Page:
Sunday, December 10, 2017

What I Read This Week: December 10, 2017

The Husband and I hosted our annual holiday party last night. We only serve apps and zerts, so I had a blast making spinach balls, crab balls, oreo truffles... really anything that can be eaten in round form with a toothpick. Plus a cheese plate. There will always be room for a cheese plate on our table. (Dibs on the goat cheese.)

I love hosting this event because it's so much fun to see everyone around the holidays. It's been harder and harder to get everyone together at one time (even our party had fewer guests than normal), but I know that I will at least get to see a majority of my friends, in one place, at the same time. It's my kind of holiday cheer.

The reading list is short this week because I was too busy prepping for the party and getting holiday cards out the door. Snail mail for everyone!

  • Books
    • I finished reading Happily Ever After by Kiera Cass. It's a collection of stories that serves as a companion piece to her Selection series. Some of the stories gave new insights to the original books. 
    • I am now reading The Heir by Kiera Cass... because I am addicted to this world and I am going to read all the books before 2018 gosh darnit.

Friday, December 08, 2017

The Friday Find: Aroma

Do you need a stocking stuffer for the bibliophile in your life... or yourself for that matter? Head on over to Etsy, they always have great little gifts to help during the holiday season. I very much enjoy this candle. It mixes two things I love: coffee and books.

You can find this in the PinkCloudCandles shop.

Thursday, December 07, 2017

Links and Stuff: December 7, 2017


Wednesday, December 06, 2017

Why I Love... Taking a Break

It's the end of the year. The stack of books on my nightstand is large. I have a lot of projects to wrap up in the office. The Husband and I are hosting Christmas for our families again. My brain just cannot think of anything new to add to this feature.

I've got a bunch of new ideas for other features floating around in my head. In an effort to get a handle on all of these loose ends, I'll be taking a break from this feature post. Hopefully, I'll get my plans together and have some fun, new things ready to go in the new year.

Sunday, December 03, 2017

What I Read This Week: December 3, 2017

How in the heck is it December already? Oh well. The Husband and I decorated our apartment and I love how it shines. Nothing makes me happy like holiday sparkle.

You know what else makes me happy? Feeling incredibly accomplished in my reading. It was a sort of crazy week at work, those first days back from a holiday always are, but I still managed to get a lot of reading done. (*ignores massive backlog in Feedly*)

  • Magazines
    • Washingtonian, October 2017 - I've managed to catch up to most of my magazine backlog... except for the issues of Washingtonian. Hopefully I'll get there before the end of the year. This issue had a nice look at the Shenandoah area. I love leaf peeping there but perhaps I'll try a few more of the sights they highlight. There was also an article on the downfall of Gifford's ice cream. Apparently, it's hugely nostalgic for a lot of people but the story behind it something more dramatic. Finally, I liked the article on Ed Gillespie, I just wish I had read it before the VA election. Still good, but spoiler alert!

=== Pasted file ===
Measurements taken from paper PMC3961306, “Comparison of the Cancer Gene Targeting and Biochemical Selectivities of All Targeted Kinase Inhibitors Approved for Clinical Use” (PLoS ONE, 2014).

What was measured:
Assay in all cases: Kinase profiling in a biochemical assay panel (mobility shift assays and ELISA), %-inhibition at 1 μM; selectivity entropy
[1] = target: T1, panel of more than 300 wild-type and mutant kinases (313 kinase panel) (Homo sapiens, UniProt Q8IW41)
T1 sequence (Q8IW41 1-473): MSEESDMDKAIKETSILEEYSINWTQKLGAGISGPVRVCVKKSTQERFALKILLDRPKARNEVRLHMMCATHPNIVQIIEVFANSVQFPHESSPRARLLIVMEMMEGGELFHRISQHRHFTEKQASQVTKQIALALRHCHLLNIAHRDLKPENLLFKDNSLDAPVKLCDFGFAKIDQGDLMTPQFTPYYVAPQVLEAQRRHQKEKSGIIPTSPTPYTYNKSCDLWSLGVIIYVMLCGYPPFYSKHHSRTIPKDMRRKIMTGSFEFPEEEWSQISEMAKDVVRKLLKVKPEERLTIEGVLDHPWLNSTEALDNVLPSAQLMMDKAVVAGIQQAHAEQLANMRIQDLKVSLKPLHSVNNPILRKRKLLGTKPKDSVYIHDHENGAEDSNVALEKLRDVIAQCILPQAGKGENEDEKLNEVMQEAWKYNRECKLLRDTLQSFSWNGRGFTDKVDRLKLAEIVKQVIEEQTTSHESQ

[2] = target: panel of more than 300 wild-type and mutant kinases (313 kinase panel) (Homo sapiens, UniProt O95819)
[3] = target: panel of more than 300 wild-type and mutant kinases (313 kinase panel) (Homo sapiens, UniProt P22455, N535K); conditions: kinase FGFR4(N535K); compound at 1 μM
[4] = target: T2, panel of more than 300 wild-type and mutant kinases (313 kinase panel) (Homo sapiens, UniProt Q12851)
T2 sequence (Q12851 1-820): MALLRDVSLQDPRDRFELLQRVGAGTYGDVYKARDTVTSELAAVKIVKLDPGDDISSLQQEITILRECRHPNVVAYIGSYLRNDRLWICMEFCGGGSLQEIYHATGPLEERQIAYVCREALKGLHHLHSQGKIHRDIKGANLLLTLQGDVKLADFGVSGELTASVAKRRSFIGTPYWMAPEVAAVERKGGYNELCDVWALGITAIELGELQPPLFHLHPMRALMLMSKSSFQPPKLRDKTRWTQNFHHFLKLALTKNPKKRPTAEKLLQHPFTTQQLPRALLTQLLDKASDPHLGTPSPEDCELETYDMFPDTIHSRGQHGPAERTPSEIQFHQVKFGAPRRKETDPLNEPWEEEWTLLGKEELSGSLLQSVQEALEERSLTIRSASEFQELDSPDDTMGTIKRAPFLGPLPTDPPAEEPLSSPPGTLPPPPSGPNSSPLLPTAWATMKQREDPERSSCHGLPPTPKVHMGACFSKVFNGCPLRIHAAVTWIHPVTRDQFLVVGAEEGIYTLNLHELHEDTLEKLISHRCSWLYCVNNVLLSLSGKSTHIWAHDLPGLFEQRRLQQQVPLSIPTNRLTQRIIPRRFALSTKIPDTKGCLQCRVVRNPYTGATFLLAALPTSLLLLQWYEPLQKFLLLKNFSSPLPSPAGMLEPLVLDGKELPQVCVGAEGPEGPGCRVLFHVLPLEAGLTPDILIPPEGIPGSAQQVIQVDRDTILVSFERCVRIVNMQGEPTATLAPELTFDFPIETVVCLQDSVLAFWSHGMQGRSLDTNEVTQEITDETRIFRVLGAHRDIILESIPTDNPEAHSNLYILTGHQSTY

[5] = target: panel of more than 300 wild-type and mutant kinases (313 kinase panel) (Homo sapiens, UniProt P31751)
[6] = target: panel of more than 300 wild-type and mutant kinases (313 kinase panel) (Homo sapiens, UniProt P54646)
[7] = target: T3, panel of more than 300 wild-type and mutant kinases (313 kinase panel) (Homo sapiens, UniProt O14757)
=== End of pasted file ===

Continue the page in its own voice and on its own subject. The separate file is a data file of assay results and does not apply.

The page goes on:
• HGTV Magazine, December 2017 - I thought this would be a straight up catalog issues for gift ideas and holiday decor. I
      was pleasantly surprised that I enjoyed two articles. The first was on how to care for live Christmas trees and the second offered ideas about what to hang above a sofa. Useful tips!
    • Food Network, December 2017 - This was the catalog issue! There were tons of gift ideas for foodies, but I mainly enjoyed the list of cookies. I do so love seeing new options for cooking baking and making.
    • National Geographic, December 2017 - The cover story about the quest for the real Jesus brought me back to a class I took in college. The main news in the story was not novel to me, but it was cool to see how archaeology can back up biblical stories. My favorite article in this issue was another
      dispatch from the walk out of Africa. This one focused on the silk road. It was very interesting to read how what we tend to think the silk road is (a single path full of camels, silk, and spices) is more a network of roads through desserts and mountains. Also, there might be jinn. Finally, the article on jaguars was okay, but the pictures were delightful.
  • Books
    • I finished up The Hate U Give early in the week. It might be the best book I've read all year. I was with the characters and their story from the start and you better believe I'll be seeing the movie when it comes out. This book is the perfect example for why we need diverse books. Read it!
    • I started reading Happily Ever After by Kiera Cass. It's a series of short stories set in the world of her Selection series. This anthology includes art and that makes me giddy. I got the two other books related to this world and I am so happy I get to finish out the year with these books.